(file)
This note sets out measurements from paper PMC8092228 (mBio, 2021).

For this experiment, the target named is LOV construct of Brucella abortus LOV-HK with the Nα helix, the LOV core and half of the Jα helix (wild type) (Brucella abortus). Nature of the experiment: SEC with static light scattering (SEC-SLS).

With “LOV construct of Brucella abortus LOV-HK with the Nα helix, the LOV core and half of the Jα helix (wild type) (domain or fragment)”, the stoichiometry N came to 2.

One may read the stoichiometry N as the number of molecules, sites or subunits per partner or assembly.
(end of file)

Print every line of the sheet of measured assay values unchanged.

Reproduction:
This note sets out measurements from paper PMC8092228 (mBio, 2021).

For this experiment, the target named is LOV construct of Brucella abortus LOV-HK with the Nα helix, the LOV core and half of the Jα helix (wild type) (Brucella abortus). Nature of the experiment: SEC with static light scattering (SEC-SLS).

With “LOV construct of Brucella abortus LOV-HK with the Nα helix, the LOV core and half of the Jα helix (wild type) (domain or fragment)”, the stoichiometry N came to 2.

One may read the stoichiometry N as the number of molecules, sites or subunits per partner or assembly.